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Fear Of Falling


Crash106
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I've been paying a lot of attention to my fear lately, trying to hear what it has to tell me.

 

My strongest fear reactions come JUST as I'm about to lean or leanING (in the process of "falling" in).

 

As soon as the bike is leanED, all that fear goes away.

 

You?

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Try replacing that fear with losing a chain at 180 mph....

 

While you are coming up on Ramsey Hairpin :o .

 

I think it's the fear of not knowing the limits vs pushing them. That's one area where some track time really opens your eyes. That and some good coaching; you should do VIR this year Crash. I just signed up for CSS on 5/14 and they still had openings. You could bring the couch-rocket and Cobie would have you dragging hard parts in no time.

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I think it's the fear of not knowing the limits vs pushing them.

 

Completely agree. Proper technique inspires confidence. Practice, repetition, and familiarity with a certain corner, track, etc breeds experience. Technique / confidence + experience = no fear (for me, anyway).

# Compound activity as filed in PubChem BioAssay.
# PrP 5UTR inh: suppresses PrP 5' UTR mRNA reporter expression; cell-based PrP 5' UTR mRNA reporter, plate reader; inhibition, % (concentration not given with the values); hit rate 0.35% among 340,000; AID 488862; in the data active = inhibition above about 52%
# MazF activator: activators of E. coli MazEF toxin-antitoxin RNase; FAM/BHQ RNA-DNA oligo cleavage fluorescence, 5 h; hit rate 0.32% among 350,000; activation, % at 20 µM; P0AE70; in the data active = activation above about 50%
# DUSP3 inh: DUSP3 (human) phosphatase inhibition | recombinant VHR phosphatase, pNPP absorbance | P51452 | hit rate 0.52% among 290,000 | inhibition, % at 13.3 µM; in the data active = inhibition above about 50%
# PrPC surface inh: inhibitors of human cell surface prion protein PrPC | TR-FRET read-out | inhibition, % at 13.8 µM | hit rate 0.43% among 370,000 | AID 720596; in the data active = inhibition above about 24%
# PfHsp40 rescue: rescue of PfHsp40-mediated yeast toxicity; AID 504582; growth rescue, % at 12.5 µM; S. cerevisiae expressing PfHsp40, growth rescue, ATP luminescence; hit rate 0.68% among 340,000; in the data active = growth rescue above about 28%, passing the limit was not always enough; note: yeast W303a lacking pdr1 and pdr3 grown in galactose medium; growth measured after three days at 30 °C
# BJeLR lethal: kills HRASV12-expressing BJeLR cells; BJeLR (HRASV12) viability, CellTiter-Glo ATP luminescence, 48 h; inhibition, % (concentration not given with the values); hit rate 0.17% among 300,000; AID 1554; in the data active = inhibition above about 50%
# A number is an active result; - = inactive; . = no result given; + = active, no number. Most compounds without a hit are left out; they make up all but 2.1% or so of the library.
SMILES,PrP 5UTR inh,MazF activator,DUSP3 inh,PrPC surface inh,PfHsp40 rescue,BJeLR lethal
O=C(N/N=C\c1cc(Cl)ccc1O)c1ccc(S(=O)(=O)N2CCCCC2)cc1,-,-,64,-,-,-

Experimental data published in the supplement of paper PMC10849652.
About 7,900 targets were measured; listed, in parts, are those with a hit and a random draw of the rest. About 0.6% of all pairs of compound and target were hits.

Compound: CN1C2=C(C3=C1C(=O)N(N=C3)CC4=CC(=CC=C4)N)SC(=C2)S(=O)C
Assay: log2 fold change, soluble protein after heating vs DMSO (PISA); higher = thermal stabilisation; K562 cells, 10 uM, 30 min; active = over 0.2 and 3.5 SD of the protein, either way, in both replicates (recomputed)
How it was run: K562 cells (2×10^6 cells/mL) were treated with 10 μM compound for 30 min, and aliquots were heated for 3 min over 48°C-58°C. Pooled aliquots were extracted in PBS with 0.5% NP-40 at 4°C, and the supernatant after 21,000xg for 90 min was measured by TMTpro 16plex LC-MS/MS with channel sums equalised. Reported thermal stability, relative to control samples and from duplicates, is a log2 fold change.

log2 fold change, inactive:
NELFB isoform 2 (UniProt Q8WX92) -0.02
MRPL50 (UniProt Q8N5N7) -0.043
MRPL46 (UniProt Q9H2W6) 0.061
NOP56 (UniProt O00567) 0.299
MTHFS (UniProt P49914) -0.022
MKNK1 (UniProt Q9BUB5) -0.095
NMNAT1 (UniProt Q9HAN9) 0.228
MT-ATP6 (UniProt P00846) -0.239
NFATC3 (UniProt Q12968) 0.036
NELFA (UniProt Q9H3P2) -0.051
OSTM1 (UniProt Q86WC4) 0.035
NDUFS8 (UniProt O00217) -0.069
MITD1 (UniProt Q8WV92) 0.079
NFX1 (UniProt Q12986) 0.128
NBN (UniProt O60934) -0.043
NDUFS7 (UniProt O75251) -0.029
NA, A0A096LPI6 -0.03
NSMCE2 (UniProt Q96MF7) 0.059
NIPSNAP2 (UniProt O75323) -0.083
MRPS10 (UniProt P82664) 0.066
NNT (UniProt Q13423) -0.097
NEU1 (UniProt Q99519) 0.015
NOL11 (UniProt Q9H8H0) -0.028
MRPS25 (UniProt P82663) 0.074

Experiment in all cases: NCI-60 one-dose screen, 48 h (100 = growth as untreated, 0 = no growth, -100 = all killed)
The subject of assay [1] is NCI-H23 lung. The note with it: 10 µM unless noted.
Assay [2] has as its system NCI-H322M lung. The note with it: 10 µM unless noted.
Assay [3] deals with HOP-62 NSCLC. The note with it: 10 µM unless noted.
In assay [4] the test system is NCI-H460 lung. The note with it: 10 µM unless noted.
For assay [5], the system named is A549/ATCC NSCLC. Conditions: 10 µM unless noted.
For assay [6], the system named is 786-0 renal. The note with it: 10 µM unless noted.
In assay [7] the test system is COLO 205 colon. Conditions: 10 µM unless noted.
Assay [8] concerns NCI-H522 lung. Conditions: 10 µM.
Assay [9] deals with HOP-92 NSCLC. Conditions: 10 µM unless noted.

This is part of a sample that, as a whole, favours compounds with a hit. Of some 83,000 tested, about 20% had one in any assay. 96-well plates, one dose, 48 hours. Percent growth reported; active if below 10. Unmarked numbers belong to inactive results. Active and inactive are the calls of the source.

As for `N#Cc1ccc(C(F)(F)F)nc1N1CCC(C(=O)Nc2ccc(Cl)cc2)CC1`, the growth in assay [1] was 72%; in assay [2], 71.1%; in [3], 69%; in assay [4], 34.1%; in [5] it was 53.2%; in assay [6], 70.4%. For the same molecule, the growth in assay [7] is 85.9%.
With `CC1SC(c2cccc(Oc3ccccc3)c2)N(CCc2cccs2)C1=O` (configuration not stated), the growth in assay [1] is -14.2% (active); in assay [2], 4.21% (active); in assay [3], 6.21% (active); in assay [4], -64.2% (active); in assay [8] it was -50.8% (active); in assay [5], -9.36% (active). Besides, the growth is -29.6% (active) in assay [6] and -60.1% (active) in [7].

My fear will start to kick in when one of those components is missing, or lacking. Being at a new track, learning a new technique or working on a skill I am not comfortable with. As warregl pointed out, finding limits is a big unknown for me. How much faster can I go? How much quicker can I turn the bike? How much more throttle can I roll on? How much more brake can I apply? All fear inspiring until I try it. For me, NOTHING is more confidence inspiring than when my coach says "you're doing it really well". B)

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I have fear only when I think I may crash :lol:

 

Seriously, turning in is not what I fear, it's hitting major bumps or slick patches while fully commited to the turn that I consider dangerous. Or finding the road blocked with no back-up plan. Basically going too fast in order to be able to have control over the situation. If the road is clean and clear, all is well. And when not, all tend to end well all the same through luck and a little skill.

 

It's also a confidence thing. On some bikes, I feel like nothing can go wrong. I can then commit fully to a corner, even bumpy and unfamiliar ones, and still lean the bike over to the very edge of its tyres at 100 mph. Everything flows and fear rarely enter my mind. On other bikes, I never feel secure and I never dare commit to any corner. I find that once you start to think and feel insecure,you tend to tense up and your riding skills drop.